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"LOST" in New York


ABC's signal was pulled off of Cablevision during a repeat of "Lost" Saturday night, escalating a standoff that could impact viewership of the Oscars in the tri-state area.

Some 3.3 million viewers in the New York area lost their ABC signal at midnight Saturday night.

After Cablevision and WABC-TV, ABC's owned and operated station in the nation's top TV market didn't make any progress in the their tense negotiations over retransmission consent on Saturday, ABC followed through on its threat to take the station off Cablevision's systems at 12:01 a.m. ET on March 7, the day of ABC's broadcast of the Academy Awards.

ABC's blackout came in the middle of "Lost." WABC carries "Lost" reruns from 11:30 p.m.-12:30 a.m. Saturday night, and some viewers took to Twitter when their show went dark in the middle of an episode.

Twitter was also abuzz about a major snafu on Cablevision's part. Instead of pulling only ABC, the cable operator accidentally took down all broadcast networks on its systems.

Moments after midnight, WABC and Cablevision issued another set of dueling statements pointing fingers at each other for the shutdown.

"Cablevision has once again betrayed its subscribers by losing ABC7, the most popular station in the tri-state area. This follows two years of negotiations, during which we worked diligently, up to the final moments, to reach an agreement," said WABC’s general manager Rebecca Campbell. "Cablevision pocketed almost $8 billion last year, and now customers aren't getting what they pay for ... again. It's time for Jim Dolan and the Dolan Family Dynasty to finally step up, be fair, and do what's right for our viewers."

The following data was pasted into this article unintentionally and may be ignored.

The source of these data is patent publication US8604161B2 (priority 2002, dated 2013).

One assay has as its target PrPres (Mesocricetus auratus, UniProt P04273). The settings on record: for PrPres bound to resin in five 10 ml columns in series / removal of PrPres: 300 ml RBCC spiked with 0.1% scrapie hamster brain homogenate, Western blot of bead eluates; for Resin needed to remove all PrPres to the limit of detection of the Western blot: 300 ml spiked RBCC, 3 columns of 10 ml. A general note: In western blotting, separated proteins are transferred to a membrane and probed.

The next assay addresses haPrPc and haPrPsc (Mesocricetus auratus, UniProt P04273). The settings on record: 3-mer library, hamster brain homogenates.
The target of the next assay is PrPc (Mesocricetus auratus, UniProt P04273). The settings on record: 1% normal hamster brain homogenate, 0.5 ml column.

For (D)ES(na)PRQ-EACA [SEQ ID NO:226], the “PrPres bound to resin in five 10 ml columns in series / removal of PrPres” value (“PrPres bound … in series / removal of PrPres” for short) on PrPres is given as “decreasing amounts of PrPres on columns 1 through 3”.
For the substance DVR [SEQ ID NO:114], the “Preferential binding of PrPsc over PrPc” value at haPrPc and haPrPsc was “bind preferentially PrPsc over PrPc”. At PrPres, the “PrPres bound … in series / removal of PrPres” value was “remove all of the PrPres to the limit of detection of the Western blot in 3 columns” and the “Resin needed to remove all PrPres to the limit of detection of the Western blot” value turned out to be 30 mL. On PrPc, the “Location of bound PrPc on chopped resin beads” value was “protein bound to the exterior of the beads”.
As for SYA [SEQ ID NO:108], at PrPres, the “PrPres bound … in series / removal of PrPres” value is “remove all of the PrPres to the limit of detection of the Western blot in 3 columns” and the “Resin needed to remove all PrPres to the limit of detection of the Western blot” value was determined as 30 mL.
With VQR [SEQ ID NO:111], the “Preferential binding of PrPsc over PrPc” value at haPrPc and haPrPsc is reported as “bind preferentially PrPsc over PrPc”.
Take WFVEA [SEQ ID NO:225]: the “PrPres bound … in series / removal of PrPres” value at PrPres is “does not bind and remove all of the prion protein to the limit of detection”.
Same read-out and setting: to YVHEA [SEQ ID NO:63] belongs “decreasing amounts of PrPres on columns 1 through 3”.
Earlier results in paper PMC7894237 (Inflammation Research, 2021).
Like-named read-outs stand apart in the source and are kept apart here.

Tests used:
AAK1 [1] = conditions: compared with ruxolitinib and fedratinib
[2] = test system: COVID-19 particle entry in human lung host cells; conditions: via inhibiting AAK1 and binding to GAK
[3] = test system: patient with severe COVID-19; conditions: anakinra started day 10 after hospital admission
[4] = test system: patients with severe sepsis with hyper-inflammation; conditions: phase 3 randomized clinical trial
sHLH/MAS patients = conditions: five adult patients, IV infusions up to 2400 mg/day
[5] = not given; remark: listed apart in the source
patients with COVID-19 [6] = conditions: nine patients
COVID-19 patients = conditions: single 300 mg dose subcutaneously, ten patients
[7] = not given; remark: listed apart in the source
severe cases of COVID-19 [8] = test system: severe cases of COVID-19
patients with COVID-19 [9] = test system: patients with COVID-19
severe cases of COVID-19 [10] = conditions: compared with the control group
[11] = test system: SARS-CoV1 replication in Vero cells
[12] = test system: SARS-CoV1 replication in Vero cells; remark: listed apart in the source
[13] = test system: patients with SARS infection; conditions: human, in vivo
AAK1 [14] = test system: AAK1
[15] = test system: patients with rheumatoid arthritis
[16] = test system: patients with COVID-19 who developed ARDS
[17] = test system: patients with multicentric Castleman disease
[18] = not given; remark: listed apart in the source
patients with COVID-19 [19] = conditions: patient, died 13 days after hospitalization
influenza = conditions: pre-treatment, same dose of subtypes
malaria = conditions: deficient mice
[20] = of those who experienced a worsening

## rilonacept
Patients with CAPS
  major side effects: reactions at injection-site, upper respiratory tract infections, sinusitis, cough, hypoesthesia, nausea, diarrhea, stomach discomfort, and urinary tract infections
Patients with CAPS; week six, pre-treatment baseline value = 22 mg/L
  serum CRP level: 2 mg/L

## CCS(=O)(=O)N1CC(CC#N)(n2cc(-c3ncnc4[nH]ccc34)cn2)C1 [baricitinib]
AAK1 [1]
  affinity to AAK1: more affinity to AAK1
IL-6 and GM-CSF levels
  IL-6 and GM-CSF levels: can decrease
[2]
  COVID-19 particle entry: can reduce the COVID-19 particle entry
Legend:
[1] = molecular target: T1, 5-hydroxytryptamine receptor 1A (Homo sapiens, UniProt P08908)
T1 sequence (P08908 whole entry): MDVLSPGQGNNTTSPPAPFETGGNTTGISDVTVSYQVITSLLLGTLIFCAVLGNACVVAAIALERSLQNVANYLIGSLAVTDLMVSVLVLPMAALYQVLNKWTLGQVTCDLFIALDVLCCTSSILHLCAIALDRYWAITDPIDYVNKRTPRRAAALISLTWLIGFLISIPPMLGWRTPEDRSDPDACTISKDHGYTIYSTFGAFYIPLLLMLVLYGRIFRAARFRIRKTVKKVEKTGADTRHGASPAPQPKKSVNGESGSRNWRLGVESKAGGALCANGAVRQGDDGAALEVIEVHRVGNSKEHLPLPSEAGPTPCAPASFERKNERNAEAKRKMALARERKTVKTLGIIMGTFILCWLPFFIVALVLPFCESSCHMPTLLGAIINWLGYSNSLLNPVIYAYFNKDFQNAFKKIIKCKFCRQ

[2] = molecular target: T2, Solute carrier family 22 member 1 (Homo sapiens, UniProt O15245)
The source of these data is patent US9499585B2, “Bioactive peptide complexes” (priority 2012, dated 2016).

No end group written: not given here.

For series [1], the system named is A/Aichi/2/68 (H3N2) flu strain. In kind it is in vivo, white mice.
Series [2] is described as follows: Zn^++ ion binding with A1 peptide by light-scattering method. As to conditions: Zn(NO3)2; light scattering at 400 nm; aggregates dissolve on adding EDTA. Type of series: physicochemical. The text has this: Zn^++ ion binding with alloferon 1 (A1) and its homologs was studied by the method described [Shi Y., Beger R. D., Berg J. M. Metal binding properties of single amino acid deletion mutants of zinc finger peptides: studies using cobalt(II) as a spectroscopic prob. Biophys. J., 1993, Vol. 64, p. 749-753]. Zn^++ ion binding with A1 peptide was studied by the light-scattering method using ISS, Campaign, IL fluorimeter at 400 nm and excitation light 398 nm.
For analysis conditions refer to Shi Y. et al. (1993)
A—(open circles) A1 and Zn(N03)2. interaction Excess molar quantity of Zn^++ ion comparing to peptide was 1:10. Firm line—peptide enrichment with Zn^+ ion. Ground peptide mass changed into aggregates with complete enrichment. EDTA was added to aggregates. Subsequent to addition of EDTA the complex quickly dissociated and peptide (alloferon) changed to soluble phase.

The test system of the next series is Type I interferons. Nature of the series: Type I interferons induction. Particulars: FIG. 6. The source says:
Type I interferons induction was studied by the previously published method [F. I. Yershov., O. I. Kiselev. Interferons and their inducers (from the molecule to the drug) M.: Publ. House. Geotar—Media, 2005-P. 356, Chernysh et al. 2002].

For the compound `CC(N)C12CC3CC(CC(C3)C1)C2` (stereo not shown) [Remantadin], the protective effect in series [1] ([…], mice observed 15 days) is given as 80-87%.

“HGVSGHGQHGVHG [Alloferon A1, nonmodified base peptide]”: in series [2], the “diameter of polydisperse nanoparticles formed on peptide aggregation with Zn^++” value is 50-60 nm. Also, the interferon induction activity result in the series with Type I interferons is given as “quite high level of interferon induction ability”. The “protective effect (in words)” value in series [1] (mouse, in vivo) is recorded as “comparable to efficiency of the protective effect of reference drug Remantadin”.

In his statement, Charles Schueler, Cablevision's executive vp communications, said: "It is now painfully clear to millions of New York area households that Disney CEO Bob Iger will hold his own ABC viewers hostage in order to extract $40 million in new fees from Cablevision. We call on Bob Iger to immediately return ABC to Cablevision customers while we continue to work to reach a fair agreement."

At the heart of the standoff is the retransmission consent fees ABC is seeking from Cablevision for the right to carry its flagship New York station. By using the $40 million figure, Cablevision implies that ABC is looking for a fee of $1 dollar per month per subscriber, the same target that Fox had in its retransmission fight with Time Warner Cable in December.

Cablevision's counteroffer is said to be around 25 cents.

Source: Hollywood Reporter

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